Thursday, 4 September 2008

Cinema of Cruelty I

One of Boyo's imaginary cybershades, I forget which, asked me to compile a list of twelve films of personal significance to me. There are, naturally, no such films.

I am happy, however, to share a few flickering images of cultural decay that have caused the corners of my vermillion lips or eyes to twitch on rare occasions.

1. Cold Comfort Farm

Boyo waits until I'm at peace with the world, usually after a successful morning of supervising the evacuation of one of his sheds, before suggesting that we should visit his relatives in Wales.

I keep a copy of John Schlesinger's film at hand to remind myself of why Offa's Dyke was built and is still maintained. The book may not be set in Wales, but that wrinkled little country keeps its spirit alive (see photograph above).

2. L'année dernière à Marienbad

"Tels ils marchaient dans les avoines folles,
Et la nuit seule entendit leurs paroles".

I passed the "French nonsense" section of my International Baccalaureate with an essay positing that the Resnais/Robbe-Grillet film is a meditation on Verlaine's "Colloque Sentimental".

In fact I like it because it reminds me of my childhood family holidays.

3. Gorod Zero (Zero Town)

Mechanical tyrants, random nudity, roads that lead nowhere, both rock and roll, pools of water, suicidal cooking - this late Soviet offering is a reminder of what that Bolshevik shambles was like. It is also an approximation of Boyo's idea of a decent party.

4. El ángel exterminador

In this film Buñuel approximates my idea of a decent party.

I shall suggest a few more accompaniments to a cosy night in when it occurs to me.


Gadjo Dilo said...

…One of Boyo's imaginary cybershades, I forget which… You see, MC, I told you she’d bring us down to earth!

Was there a film made of Cold Comfort Farm? I loved the book. L'Année Dernière à Marienbad looks like a French film about ennui and perfect haircuts, and is none the worse for that. Gorod Zero looks very interesting – I’ve always regretted not seeing more Russian films as I admire Eisenstein and what I’ve seen of Tarkovsky. Ditto Buñuel – I’m fascinated by the ideas in his early Surrealist films – and this one looks like it going to get interesting. A suitably invigorating selection, Mrs Boyo; I’m looking forward to the next installment.

Gyppo Byard said...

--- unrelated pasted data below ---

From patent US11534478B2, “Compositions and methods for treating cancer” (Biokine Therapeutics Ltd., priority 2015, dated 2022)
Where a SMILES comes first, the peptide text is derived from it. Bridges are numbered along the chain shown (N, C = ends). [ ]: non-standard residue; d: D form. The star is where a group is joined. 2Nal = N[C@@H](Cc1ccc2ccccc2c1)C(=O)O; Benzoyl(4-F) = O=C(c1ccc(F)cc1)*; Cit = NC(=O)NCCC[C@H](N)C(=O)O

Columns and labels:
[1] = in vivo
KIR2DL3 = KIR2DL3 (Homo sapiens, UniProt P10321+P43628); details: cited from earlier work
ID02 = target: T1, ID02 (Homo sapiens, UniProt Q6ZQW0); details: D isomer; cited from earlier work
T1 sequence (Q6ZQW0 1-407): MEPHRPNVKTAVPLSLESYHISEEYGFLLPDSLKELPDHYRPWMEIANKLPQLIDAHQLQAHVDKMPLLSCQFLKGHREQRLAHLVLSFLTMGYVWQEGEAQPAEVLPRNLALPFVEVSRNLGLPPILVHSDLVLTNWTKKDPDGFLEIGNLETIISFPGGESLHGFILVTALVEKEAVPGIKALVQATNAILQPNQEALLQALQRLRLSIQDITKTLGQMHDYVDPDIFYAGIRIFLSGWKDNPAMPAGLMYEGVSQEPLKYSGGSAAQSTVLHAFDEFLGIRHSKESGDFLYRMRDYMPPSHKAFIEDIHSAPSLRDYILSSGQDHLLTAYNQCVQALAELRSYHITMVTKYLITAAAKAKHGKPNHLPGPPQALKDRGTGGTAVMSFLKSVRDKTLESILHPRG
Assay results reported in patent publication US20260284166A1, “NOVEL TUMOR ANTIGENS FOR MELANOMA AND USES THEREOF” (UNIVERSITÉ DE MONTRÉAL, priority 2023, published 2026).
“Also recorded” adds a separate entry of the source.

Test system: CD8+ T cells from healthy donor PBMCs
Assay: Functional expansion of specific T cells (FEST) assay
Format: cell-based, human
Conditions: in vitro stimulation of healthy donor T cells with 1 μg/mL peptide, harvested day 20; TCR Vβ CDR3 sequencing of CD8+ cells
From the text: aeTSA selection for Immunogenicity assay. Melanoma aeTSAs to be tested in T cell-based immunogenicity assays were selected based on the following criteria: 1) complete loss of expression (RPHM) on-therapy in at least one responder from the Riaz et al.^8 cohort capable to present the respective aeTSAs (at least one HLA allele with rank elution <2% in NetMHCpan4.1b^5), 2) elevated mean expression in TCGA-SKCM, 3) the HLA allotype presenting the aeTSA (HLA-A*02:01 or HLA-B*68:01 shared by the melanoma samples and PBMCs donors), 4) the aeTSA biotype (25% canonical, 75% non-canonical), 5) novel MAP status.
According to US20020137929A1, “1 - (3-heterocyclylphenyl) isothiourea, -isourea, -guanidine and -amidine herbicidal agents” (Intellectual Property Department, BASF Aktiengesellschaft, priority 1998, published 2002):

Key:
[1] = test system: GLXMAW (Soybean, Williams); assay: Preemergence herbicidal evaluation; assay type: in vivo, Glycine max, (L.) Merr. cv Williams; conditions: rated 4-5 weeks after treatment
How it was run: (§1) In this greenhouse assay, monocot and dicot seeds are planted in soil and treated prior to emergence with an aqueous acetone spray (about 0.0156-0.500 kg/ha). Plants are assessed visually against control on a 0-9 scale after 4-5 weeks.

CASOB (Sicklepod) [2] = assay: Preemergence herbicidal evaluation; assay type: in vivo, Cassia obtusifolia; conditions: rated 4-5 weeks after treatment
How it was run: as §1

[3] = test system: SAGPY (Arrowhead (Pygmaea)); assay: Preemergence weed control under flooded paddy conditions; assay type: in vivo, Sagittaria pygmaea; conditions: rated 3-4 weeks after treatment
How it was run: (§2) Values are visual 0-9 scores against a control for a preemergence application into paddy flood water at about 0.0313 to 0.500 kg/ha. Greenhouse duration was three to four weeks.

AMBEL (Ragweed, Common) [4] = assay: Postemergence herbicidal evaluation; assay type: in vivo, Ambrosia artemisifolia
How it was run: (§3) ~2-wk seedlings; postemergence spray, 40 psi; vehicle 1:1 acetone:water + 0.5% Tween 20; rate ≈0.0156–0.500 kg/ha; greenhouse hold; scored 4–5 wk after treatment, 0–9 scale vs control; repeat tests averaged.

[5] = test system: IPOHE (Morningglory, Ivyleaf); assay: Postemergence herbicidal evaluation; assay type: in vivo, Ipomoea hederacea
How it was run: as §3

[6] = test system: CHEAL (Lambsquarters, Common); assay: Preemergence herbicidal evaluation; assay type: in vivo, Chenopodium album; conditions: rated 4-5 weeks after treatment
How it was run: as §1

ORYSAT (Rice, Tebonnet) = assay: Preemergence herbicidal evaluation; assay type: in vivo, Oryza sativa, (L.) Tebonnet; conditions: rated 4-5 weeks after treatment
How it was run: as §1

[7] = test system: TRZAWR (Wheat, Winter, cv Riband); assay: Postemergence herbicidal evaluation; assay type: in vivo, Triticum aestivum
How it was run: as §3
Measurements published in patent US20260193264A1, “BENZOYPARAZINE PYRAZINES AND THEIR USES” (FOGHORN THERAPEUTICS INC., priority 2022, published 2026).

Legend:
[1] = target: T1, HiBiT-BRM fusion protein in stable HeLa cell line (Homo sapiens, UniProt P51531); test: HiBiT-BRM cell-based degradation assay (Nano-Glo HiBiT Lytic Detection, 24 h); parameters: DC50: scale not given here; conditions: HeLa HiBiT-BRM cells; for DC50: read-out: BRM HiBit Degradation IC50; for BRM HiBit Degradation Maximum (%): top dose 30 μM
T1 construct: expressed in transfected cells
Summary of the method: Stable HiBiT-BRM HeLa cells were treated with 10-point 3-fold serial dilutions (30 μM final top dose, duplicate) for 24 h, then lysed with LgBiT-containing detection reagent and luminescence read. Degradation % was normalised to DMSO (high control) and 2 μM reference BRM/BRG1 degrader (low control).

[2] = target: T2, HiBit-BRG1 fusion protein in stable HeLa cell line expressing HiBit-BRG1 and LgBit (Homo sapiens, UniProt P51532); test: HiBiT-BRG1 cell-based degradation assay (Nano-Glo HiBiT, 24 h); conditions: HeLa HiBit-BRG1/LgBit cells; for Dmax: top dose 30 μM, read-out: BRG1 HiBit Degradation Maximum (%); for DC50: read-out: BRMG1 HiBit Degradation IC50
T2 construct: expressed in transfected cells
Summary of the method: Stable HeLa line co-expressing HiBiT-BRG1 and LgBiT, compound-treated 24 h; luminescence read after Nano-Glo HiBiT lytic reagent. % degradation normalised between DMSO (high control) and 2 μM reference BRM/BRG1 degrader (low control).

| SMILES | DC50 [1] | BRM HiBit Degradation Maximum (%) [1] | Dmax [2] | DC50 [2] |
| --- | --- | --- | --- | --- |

To my frank surprise, I've seen two of these - Cold Comfort Farm and the Bunuel. I have a friend who theorises that Cold Comfort Farm contains every human character type possible, and that therefore everyone can be categorised as one or another of the denizens of Mockuncle Hill. She (being a busty mezzo of flexible morals) classifies herself as Agony Beetle; I would unquestionably be the innapropriately flippant farmhand Mark Dolour (who suggests that Agony Beetle forms a jazzband with her illegitimate children and urges her to keep reproducing until they have enough for a cricket team). I was therefore mildly disappointed to find that Mark dolour was written out of the screenplay...

No Good Boyo said...

True, Gyppo. I like the film too, but it lacks the paradoxically light Gothic density of the novel. Mrs Boyo gave a copy of the book to her parents the other day, in the hope that Cold Comfort might provide an alternative model to the Soviet-era collective farms of Ukraine.

M C Ward said...

I have been called many things, but never an imaginary cybershade by a Ukrainian lady. Things must be looking up.

I liked the look of Gorod Zero, despite not understanding a word. The Bolshevik who doesn't say anything would make a fine Inspector Clouseau for Russian audiences. No pinching my idea now.

Gadjo Dilo said...

He could appeal to the great Russian affection for "holy fools", MC. Apparantly George Formby was enormously popular there and was awarded the Stalin Prize in 1944.

Gyppo Byard said...

Hence the title of his famous hit, "I'm Lenin on a lamppost..."

Mrs Boyo said...

Gentlemen and Boyo,

I am pleased that you find Gorod Zero appealing. It is a fine film, and speaks truth to the powerless.

I am happy to confirm that the blight of Dzhordzh Formbi has passed from the Land of the Soviets. They have suffered enough.